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4 Pitfalls to Avoid in Your Referral Marketing Strategy
Getting people to give your business a referral is one of the best ways to increase awareness and boost revenue. Like any marketing effort, you'll want to make sure your referral marketing strategy is sound before investing resources. Here, we'll present four pitfalls to avoid before launching your referral marketing program.
1) Having A Bad Rep For Your Product Or Service
Just because people have the ability to share recommendations on social networking sites and by email and text doesn't mean they will benefit you. Of course, you want them speaking about you in a positive way.
Also, if you've repeatedly gotten bad press for your product or have not addressed a bad customer service experience, then slow down. Deal with issues like these before asking for referrals. Word-of-mouth is a very polarizing thing. While people are willing to share positive experiences, they are significantly more likely to share negative ones.
Reaching out to customers who have had negative experiences is a geat way to gather feedback that can help to improve you business and product. Doing so can, and should, also allow you to address customers' concerns. Frequently, if you use their suggestions, these customers turn into brand ambassadors by communicating that you are truly committed to resolving issues.
2) Not Identifying Your Most Engaged Customers
Who are your best customers? If you don't know who is already engaged with your brand and why, then it may be hard to replicate that experience for other consumers.
Don't ignore the customers that would go out of their way to give you a great recommendation. Identify this group of individuals so they can champion your efforts to bring in more ambassadors and, ultimately, more revenue for your company. An easy way to identify your most loyal customers is by using a power map.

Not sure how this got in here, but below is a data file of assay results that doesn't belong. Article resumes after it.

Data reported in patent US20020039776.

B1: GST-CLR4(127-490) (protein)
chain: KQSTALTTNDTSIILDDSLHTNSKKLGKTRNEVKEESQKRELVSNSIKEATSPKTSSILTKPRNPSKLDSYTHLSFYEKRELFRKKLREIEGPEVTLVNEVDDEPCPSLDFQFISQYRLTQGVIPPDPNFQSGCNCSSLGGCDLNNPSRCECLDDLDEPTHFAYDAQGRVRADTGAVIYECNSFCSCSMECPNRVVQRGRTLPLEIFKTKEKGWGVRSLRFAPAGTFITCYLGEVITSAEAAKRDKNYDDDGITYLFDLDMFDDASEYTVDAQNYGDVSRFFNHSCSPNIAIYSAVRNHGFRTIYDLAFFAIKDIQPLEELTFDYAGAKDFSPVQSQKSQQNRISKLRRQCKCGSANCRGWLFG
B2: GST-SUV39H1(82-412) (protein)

What if you don't have any customers? Maybe you're just starting out. If you have very few or no customers, you may need to rely on your own network to be your advocates. This is a great way of leveraging the credibility of your friends, family, and colleagues to reach businesses that will be a good match for your offering.
3) Not Planning For Response Management
After years of debating and planning, the health care exchange went live. Millions of people logged onto the system to explore their options for health care. There's no need to imagine the dismay and disappointment of site visitors when they couldn't actually start--let alone complete--the process.
The lesson: You should plan and prepare your referral marketing strategy for the number of customers that you expect to draw from your campaign. There may not be as large of an influx as the new healthcare exchange, but you still need to make sure you have the ability to respond to customers in an easy and efficient way.
4) Having A Product (or Company) That People Don't Have A Public Affinity For
Be realistic about how excited your customers (and non-customers) will be about what you're selling. There are some products or services that people may not want to share publicly.
It may be cool and quirky to “Like” the page of your favorite font on Facebook, but it may not be a product that people could effectively become an ambassador for. Some products may be too personal, others may simply not be stirring enough to have a successful referral program. While plastic pill boxes are not necessarily embarrassing, is it really exciting enough to generate a following of raving fans?
While these four issues are important, by no means do they represent an exhaustive list of everything to consider when developing your referral marketing strategy. Before you put your reputation, as well as the reputation of your ambassadors, on the line be sure to think through of any possible hurdles that could derail your efforts.
Posted August 27, 2015 in Referral Marketing